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Furthermore, communities across the islands have grappled for decades with the noise from helicopter tours. Those flights, however, are exclusively regulated by the FAA, leaving state and county lawmakers virtually powerless to address community concerns.
In 2017, some 16,520 tour flights were reported over Volcanoes and 4,839 flights at Haleakala National Park, according to a letter Case sent to FAA Regional Administrator Raquel Girvin in April.
Pushed To The Brink
Relations between the tour operators and residents have reached a breaking point on the Big Island, where the population has spiked in the past decade. On Oahu, several neighborhood boards have passed resolutions calling for more stringent regulation of the flights.
It’s not clear how many thousands of annual tour flights take place in Hawaii outside of those National Park areas, as operators aren’t required to file flight plans. The flights can be roughly tracked, however, with services such as FlightRadar24.
In a statement Wednesday reacting to Case’s proposal, Hawaii Helicopter Association Executive Director Melissa Pavlicek said the group’s tour operators are “committed to conducting safe helicopter operations.”
Hawaii Rep. Ed Case briefs local media on plans to introduce new federal legislation that would impose tougher regulations on local tour flight operators.
Marcel Honore/Civil Beat
“Safe operations must take into account the geography, weather including cloud cover and air traffic control. The FAA has the requisite knowledge and technical expertise and awareness of safety and security matters,” Pavlicek added.
The local operators maintain they are capable of policing themselves. They investigate community complaints through their “fly neighborly” program, and it’s in their best interest to maintain good relations with local communities, they’ve said.
Some 15 tour companies operate flights out of nine state airports. The industry contributes some $149 million to the local economy, according to the association.
Case acknowledged there could be economic impacts if his more stringent regulations take effect. Still, the priority should still be residents’ quality of life, not tourists, he said.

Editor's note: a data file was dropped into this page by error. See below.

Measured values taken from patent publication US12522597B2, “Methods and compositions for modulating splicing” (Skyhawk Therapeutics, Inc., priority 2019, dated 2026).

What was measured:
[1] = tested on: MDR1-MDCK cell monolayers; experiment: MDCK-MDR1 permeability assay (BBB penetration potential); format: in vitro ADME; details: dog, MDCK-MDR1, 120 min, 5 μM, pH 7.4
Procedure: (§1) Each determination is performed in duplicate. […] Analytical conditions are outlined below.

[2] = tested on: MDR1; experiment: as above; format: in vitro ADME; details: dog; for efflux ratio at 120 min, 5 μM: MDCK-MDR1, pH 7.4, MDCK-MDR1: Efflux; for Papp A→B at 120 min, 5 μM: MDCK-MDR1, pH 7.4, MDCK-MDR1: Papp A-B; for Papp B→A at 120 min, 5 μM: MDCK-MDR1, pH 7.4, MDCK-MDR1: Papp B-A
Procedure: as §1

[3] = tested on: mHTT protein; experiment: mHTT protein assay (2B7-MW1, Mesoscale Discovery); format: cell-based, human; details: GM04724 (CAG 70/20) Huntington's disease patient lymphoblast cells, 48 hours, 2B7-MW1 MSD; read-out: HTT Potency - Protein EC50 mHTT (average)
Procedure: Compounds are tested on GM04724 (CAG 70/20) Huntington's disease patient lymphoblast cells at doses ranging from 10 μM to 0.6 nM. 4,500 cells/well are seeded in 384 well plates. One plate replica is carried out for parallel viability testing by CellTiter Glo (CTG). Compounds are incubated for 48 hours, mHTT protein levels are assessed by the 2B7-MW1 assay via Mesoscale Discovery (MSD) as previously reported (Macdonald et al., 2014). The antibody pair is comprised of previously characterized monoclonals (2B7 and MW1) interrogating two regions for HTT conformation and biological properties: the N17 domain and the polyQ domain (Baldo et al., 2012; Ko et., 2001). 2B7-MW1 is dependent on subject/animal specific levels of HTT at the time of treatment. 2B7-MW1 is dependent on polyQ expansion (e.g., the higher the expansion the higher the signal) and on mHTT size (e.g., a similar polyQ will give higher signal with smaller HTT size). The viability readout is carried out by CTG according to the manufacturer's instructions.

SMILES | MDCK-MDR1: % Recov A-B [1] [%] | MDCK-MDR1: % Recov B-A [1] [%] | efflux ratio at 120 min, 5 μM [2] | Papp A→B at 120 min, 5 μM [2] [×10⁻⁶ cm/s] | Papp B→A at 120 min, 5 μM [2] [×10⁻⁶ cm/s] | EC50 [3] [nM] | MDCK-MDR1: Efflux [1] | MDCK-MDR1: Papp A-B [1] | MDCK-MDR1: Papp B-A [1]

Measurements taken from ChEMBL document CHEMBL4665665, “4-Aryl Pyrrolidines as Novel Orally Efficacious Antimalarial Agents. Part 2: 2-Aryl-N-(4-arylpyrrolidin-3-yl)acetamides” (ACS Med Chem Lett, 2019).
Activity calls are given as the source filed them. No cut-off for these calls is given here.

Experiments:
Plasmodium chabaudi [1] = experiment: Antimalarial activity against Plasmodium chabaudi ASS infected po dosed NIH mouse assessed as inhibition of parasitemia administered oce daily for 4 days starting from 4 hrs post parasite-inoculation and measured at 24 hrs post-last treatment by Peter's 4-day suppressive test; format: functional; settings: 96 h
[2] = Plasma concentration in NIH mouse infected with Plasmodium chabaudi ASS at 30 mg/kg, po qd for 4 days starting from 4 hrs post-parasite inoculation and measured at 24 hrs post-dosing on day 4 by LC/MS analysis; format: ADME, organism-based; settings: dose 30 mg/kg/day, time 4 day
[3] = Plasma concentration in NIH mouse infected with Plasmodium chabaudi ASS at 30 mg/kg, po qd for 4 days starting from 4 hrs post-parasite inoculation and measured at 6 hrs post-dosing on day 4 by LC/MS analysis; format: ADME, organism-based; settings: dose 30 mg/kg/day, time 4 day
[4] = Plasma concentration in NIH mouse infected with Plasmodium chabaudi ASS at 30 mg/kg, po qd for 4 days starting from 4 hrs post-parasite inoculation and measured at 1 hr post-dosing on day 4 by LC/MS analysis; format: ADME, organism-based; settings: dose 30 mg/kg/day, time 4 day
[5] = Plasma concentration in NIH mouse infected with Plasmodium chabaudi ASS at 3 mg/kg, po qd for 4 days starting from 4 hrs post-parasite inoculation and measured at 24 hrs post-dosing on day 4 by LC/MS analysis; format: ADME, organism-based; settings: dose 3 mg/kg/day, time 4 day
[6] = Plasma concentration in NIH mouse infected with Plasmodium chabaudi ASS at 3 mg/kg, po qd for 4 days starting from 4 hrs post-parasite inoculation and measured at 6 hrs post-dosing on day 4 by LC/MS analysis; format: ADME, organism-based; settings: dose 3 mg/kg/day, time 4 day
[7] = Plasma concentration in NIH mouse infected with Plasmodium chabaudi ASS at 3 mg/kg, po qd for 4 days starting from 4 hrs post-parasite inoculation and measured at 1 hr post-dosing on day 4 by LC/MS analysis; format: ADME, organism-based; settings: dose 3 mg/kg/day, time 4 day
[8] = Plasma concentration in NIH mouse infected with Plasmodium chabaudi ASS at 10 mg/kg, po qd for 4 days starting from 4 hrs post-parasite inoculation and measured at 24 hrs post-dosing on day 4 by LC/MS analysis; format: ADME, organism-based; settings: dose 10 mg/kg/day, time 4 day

“This is not a tourist island or tourist state. This is a state of 1.4 million residents, where we host tourists but not at the expense of our safety, not at the expense of our community,” he said.
Case said he believed it reasonable to limit helicopter tour flights to between 8 a.m. and 5 p.m. on weekdays, “so we can have our weekends free.”
The FAA has rejected calls for the community to provide input on an update to the Hawaii Air Tour Common Procedures manual, since members of the public lack the safety expertise. Under Case’s bill, the agency would have to accept such public input. It would also have to adopt National Transportation Safety Board safety recommendations for tour flights.
NTSB officials called out the FAA after the June skydiving plane crash in Mokuleia, noting that it issued a special report in 2008 calling for more stringent safety standards of such flights. The FAA rejected most of those recommendations, however.
Case held the press conference at the waterfront hoping to get the tour helicopters that frequently fly by there in the backdrop.
None flew by during the event however.
Manoa resident Bill McCorriston, who regularly visits the park, said he usually sees two or three such flights an hour and that they sometimes fly as low as 50 to 75 feet, violating minimum altitude requirements.
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